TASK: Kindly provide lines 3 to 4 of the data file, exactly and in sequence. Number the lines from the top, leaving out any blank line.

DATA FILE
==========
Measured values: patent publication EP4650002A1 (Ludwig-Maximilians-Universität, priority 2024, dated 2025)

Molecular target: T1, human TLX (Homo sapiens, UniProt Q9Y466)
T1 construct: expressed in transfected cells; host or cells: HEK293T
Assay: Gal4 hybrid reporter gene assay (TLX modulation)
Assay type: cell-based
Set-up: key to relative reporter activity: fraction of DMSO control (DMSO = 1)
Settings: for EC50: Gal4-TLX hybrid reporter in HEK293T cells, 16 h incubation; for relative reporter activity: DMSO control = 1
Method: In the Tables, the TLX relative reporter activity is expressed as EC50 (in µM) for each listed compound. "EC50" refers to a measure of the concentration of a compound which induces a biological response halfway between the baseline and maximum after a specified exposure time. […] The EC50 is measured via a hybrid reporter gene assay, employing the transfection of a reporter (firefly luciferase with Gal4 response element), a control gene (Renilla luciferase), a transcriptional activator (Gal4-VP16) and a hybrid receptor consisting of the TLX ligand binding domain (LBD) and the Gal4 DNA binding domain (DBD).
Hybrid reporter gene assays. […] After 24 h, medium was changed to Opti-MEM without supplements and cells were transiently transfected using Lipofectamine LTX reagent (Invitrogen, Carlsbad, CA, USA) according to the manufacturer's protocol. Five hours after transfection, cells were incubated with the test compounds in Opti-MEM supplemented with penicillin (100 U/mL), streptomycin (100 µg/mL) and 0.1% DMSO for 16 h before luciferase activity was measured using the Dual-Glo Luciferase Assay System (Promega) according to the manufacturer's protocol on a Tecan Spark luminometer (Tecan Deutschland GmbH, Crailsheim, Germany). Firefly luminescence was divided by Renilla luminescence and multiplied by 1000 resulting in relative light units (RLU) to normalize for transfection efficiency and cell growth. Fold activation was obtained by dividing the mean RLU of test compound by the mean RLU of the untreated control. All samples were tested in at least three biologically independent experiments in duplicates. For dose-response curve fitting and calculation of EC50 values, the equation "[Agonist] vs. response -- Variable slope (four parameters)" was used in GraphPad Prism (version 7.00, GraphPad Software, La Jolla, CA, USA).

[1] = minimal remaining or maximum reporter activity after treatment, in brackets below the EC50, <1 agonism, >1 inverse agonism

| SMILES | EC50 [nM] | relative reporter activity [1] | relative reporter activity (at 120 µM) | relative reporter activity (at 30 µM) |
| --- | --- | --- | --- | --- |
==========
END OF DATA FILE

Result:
T1 construct: expressed in transfected cells; host or cells: HEK293T
Assay: Gal4 hybrid reporter gene assay (TLX modulation)